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Bike Advocates Hone Data Tools

NextCity surveys a variety of new data-collecting technologies meant to clarify the impacts of bike and pedestrian infrastructure projects.
June 9, 2016, 10am PDT | Elana Eden
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David B. Gleason

Bike advocates rely on the Census Bureau's American Community Survey to measure demographics and trends in urban cycling. But local conclusions drawn from that big-picture data can be misleading, Next City reports, and more precise strategies are in the works—including "bike-counter totems, GPS-enabled smartphone apps and cameras that use machine learning."

One piece of hardware, Numina, can count the users of a piece of infrastructure and discern patterns in their behavior. It uses a camera programmed to recognize and count moving parts like cyclists or pedestrians.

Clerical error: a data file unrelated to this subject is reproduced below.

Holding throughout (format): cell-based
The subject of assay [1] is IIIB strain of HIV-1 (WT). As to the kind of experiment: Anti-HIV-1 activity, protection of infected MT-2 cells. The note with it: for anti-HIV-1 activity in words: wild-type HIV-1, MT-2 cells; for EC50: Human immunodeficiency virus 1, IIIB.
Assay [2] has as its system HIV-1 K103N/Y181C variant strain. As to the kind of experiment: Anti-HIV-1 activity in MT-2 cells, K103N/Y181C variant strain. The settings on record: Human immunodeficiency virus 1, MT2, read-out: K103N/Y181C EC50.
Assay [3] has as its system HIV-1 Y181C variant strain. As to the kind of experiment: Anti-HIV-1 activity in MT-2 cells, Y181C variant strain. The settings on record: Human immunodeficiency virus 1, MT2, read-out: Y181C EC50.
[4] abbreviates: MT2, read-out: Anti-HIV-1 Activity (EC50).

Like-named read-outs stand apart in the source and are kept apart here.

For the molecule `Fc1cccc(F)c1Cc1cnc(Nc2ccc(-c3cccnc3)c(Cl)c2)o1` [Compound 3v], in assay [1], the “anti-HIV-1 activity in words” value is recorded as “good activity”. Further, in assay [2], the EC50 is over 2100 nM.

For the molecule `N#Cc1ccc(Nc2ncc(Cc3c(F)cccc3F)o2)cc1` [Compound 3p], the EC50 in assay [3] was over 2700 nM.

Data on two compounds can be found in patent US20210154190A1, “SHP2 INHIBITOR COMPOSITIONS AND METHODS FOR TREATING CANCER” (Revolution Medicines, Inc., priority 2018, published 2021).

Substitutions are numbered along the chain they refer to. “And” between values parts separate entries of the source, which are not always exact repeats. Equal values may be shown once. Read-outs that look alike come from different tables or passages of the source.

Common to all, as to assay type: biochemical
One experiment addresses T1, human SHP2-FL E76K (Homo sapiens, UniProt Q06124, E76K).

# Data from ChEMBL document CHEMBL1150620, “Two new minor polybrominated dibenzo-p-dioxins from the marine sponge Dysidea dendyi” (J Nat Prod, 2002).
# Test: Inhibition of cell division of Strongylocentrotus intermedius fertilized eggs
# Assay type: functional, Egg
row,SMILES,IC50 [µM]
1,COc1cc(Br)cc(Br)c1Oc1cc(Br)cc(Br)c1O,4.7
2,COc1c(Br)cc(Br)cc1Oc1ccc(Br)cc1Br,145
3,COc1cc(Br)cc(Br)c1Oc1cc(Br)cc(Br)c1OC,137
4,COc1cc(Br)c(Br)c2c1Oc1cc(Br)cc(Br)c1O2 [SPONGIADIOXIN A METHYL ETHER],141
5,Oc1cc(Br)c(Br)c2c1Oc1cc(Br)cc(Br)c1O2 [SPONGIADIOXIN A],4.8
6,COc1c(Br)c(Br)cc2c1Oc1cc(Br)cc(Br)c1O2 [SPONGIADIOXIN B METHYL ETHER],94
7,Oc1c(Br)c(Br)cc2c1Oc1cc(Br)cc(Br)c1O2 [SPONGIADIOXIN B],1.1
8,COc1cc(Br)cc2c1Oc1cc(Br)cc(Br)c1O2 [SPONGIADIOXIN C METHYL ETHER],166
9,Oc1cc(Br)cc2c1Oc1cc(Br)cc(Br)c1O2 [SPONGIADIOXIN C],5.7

Others, like Strava and MapMyRide, can track bike routes via GPS and smartphone apps, as well as users' demographic data.

Each approach has its advantages and shortcomings, but advocates hope that together they can contribute to a more robust understanding of the impacts of complete streets infrastructure.

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Published on Monday, June 6, 2016 in Next City
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